A panel was convened to study the future of St. Luke’s, with participants ranging from the city’s public health director to community leaders. Following the panel’s recommendations, California Pacific agreed to keep St. Luke’s open as a community hospital. Yet, it hopes to do so on a smaller scale, proposing a new $250 million, six-story building with 80 beds to replace the main 12-story tower, which would be razed.
California Pacific administrators said St. Luke’s was currently larger than what the Mission needed. “To put a 200- or 300-bed hospital here would be insane,” said Geoffrey Nelson, director of enterprise development for the medical center.
On a recent afternoon, almost half of the rooms in the St. Luke’s intensive-care unit were vacant. Three visiting children played at an abandoned nurses station, where they spun on the chairs. The I.C.U. was treating just eight patients, although there were rooms for as many as 15.
Critics contend the Mission needs a sizable hospital , but aging facilities and service reductions keep more patients away — especially wealthier ones with private insurance coverage. Bob Prentice, director of the Bay Area Regional Health Inequities Initiative, a collaboration of public health officials and specialists, said California Pacific was keeping St. Luke’s alive to placate opponents of its development plan.
“Anybody who believes that they’re seriously investing in this hospital for any purpose other than to gain the political support that they need to get Cathedral Hill hospital is delusional,” said Mr. Prentice, the former director of the public health division at the San Francisco health department. “We want them to invest equitably in Cathedral Hill and St. Luke’s. They can relocate some of the beds to St. Luke’s and have specialty services there.”
The Coalition for Health Planning, a collection of more than 30 unions and political and community organizations, is calling on San Francisco’s Board of Supervisors to oppose California Pacific’s plans until they are revised to expand St. Luke’s and shrink the proposed new hospital. The coalition is asking that California Pacific commit to providing in-patient care for acutely ill patients for at least 40 years after St. Luke’s is rebuilt.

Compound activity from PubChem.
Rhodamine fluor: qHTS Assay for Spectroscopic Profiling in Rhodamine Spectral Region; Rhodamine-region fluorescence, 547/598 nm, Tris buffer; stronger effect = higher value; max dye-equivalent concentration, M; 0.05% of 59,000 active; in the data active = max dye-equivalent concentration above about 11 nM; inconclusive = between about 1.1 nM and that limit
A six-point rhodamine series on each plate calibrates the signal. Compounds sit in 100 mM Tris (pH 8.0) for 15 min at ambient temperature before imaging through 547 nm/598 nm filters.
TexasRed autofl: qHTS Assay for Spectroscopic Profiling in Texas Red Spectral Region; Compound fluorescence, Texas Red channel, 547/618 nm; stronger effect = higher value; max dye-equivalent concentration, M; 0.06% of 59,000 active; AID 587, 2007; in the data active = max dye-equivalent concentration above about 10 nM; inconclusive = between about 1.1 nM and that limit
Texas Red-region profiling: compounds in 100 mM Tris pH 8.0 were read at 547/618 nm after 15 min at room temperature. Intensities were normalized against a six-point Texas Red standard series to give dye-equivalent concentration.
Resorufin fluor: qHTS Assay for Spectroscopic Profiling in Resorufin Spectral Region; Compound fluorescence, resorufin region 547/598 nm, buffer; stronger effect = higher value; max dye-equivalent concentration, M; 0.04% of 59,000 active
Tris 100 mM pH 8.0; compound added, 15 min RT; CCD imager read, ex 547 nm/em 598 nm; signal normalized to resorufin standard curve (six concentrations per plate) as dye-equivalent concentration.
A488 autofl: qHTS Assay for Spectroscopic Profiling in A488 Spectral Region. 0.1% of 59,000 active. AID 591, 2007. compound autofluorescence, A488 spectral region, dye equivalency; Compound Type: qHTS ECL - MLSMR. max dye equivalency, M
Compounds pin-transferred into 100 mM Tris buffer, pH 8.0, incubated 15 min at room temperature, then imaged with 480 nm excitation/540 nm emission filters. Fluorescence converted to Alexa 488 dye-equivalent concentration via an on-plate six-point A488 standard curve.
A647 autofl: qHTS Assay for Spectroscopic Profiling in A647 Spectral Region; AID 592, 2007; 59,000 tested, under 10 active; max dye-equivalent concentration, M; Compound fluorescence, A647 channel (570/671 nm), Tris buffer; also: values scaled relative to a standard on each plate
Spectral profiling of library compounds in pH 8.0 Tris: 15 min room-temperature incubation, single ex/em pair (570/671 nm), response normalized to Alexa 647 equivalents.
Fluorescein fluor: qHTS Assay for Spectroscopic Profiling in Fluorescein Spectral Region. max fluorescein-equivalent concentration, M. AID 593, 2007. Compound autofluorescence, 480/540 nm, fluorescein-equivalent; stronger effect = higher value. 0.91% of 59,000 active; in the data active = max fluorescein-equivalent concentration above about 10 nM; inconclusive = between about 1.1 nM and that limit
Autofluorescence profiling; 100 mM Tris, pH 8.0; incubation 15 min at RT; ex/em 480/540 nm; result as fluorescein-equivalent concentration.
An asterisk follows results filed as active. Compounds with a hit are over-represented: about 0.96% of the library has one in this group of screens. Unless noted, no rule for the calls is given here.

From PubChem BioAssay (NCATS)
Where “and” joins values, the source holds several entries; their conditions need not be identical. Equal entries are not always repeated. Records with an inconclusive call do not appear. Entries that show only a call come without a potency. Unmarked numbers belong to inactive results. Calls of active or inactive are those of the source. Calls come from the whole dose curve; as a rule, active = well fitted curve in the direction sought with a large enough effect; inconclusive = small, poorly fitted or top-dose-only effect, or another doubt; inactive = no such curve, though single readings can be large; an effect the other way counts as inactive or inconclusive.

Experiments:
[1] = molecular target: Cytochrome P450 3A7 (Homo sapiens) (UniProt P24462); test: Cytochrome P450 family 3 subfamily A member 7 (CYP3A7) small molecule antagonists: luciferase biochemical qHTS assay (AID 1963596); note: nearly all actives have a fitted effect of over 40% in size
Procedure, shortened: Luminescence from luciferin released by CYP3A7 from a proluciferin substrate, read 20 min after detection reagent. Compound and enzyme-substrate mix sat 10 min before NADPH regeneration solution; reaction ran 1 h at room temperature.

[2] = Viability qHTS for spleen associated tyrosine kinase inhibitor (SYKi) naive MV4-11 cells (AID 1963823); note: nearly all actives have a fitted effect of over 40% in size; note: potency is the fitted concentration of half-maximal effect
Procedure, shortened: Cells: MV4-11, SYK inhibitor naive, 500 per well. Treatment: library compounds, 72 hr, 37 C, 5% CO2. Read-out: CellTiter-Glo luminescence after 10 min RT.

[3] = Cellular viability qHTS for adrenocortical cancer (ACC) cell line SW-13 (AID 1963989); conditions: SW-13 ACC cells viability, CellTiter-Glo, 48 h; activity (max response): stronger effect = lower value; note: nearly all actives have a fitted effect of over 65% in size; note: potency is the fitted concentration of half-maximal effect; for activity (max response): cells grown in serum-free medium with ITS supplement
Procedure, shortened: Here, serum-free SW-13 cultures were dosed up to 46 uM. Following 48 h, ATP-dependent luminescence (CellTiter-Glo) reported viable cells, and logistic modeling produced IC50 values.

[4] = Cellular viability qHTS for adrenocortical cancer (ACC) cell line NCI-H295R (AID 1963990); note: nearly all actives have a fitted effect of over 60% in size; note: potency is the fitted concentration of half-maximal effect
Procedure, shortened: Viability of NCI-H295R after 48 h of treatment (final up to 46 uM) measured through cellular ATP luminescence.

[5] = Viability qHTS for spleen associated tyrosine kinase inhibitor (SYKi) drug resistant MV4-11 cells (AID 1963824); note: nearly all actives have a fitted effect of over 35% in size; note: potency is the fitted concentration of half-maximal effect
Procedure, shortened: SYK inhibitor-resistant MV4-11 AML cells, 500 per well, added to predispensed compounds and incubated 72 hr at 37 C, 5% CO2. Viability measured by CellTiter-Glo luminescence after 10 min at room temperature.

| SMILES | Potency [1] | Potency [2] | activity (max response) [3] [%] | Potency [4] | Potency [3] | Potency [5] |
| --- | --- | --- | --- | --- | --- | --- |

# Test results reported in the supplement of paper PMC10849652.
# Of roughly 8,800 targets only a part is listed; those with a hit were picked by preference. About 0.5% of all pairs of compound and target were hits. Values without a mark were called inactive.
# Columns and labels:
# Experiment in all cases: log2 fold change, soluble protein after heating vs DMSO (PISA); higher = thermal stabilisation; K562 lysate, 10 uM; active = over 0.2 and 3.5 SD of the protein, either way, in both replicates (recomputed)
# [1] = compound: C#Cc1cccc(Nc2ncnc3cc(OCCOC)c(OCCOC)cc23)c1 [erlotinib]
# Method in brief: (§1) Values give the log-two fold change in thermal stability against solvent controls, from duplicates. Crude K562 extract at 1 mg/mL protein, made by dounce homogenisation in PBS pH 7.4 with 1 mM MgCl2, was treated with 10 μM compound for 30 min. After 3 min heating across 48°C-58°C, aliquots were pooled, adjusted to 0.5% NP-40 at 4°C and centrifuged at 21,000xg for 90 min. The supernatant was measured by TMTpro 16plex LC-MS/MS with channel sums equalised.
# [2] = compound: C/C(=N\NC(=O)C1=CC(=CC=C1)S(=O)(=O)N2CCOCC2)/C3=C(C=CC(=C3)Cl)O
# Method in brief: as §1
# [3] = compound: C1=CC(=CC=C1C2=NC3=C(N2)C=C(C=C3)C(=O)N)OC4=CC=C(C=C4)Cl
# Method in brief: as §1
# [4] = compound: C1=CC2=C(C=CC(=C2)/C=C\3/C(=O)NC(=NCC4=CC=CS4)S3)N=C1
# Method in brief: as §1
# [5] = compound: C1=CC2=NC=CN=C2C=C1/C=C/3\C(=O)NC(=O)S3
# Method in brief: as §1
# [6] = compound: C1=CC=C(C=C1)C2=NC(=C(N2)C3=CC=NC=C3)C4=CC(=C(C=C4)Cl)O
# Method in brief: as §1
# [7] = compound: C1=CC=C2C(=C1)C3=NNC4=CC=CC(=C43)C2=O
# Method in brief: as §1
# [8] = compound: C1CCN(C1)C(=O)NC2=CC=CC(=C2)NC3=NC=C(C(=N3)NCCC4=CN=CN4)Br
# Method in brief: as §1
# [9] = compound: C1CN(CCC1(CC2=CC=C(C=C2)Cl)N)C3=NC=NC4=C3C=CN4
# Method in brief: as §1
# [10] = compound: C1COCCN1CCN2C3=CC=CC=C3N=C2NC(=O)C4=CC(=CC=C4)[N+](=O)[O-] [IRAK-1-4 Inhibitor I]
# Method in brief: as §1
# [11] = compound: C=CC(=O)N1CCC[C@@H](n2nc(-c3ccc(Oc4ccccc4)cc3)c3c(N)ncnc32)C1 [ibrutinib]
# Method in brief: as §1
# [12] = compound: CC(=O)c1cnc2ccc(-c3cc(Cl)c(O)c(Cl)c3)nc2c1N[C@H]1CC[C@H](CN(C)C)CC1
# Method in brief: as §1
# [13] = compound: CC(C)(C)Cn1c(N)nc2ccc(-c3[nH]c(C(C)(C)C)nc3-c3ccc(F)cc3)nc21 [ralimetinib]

Advocates for St. Luke’s hope the city will press California Pacific to modify its plans.
“The big negotiation is going to be what concessions the City of San Francisco is going to be able to get from C.P.M.C.,” said Mr. Prentice, who was among the participants in the panel about the future of St. Luke’s.
Other groups, including the California Nurses Association, which is in a contract dispute with California Pacific, and the Chinese Progressive Association, also oppose the development plans. On July 15, opponents presented more than 1,000 postcards from local residents to St. Luke’s administrators, imploring them not to cut services.
“We need a hospital in the Mission. We need a hospital in the southeast,” said Teresa Almaguer, youth program coordinator for People Organizing to Demand Environmental and Economic Rights, a nonprofit group that helped organize the postcard drive. “We do not need them to move to an area where there is already a concentration of hospitals.”
Administrators hope that a smaller, rebuilt St. Luke’s will attract patients from wealthier neighborhoods like Noe Valley and Bernal Heights, helping to make the hospital more financially stable.
Ms. Michelucci, the nurse, was skeptical. “I just don’t see an 80-bed hospital being viable into the future,” she said. “And they’ll be able to do what they originally intended to do, which was to make us into a clinic.”
by Katharine Mieszkowski